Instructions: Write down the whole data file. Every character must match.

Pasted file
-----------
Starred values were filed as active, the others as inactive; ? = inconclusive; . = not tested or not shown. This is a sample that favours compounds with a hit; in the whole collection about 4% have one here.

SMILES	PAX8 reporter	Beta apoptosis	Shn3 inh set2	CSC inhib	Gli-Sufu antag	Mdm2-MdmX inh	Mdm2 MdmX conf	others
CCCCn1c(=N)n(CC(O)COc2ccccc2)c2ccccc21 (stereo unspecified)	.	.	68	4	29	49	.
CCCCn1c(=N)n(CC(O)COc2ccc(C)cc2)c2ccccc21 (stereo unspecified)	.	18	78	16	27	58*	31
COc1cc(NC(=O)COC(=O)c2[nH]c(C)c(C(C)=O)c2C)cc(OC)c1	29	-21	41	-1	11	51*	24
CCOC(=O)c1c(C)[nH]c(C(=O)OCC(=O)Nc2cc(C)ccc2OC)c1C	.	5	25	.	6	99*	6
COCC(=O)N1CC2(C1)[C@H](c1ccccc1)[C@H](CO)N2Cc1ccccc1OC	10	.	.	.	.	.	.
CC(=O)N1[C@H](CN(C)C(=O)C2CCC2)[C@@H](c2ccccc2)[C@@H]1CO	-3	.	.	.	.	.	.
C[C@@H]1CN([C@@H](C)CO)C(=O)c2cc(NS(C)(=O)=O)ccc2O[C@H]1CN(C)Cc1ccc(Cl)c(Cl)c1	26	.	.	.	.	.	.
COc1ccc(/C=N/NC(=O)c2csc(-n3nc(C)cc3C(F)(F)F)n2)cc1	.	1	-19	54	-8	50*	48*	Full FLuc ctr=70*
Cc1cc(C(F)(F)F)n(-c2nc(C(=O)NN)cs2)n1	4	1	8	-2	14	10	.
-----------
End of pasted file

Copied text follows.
Starred values were filed as active, the others as inactive; ? = inconclusive; . = not tested or not shown. This is a sample that favours compounds with a hit; in the whole collection about 4% have one here.

SMILES	PAX8 reporter	Beta apoptosis	Shn3 inh set2	CSC inhib	Gli-Sufu antag	Mdm2-MdmX inh	Mdm2 MdmX conf	others
CCCCn1c(=N)n(CC(O)COc2ccccc2)c2ccccc21 (stereo unspecified)	.	.	68	4	29	49	.
CCCCn1c(=N)n(CC(O)COc2ccc(C)cc2)c2ccccc21 (stereo unspecified)	.	18	78	16	27	58*	31
COc1cc(NC(=O)COC(=O)c2[nH]c(C)c(C(C)=O)c2C)cc(OC)c1	29	-21	41	-1	11	51*	24
CCOC(=O)c1c(C)[nH]c(C(=O)OCC(=O)Nc2cc(C)ccc2OC)c1C	.	5	25	.	6	99*	6
COCC(=O)N1CC2(C1)[C@H](c1ccccc1)[C@H](CO)N2Cc1ccccc1OC	10	.	.	.	.	.	.
CC(=O)N1[C@H](CN(C)C(=O)C2CCC2)[C@@H](c2ccccc2)[C@@H]1CO	-3	.	.	.	.	.	.
C[C@@H]1CN([C@@H](C)CO)C(=O)c2cc(NS(C)(=O)=O)ccc2O[C@H]1CN(C)Cc1ccc(Cl)c(Cl)c1	26	.	.	.	.	.	.
COc1ccc(/C=N/NC(=O)c2csc(-n3nc(C)cc3C(F)(F)F)n2)cc1	.	1	-19	54	-8	50*	48*	Full FLuc ctr=70*
Cc1cc(C(F)(F)F)n(-c2nc(C(=O)NN)cs2)n1	4	1	8	-2	14	10	.